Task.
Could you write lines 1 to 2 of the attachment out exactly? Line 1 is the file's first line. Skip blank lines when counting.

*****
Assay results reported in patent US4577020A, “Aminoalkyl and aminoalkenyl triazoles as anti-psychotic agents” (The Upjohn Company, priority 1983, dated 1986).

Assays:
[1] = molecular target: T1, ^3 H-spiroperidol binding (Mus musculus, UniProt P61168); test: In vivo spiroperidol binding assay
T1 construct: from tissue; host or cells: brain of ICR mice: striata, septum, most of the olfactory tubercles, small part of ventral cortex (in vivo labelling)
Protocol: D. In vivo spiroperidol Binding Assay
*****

Assay results reported in patent US4577020A, “Aminoalkyl and aminoalkenyl triazoles as anti-psychotic agents” (The Upjohn Company, priority 1983, dated 1986).

Assays: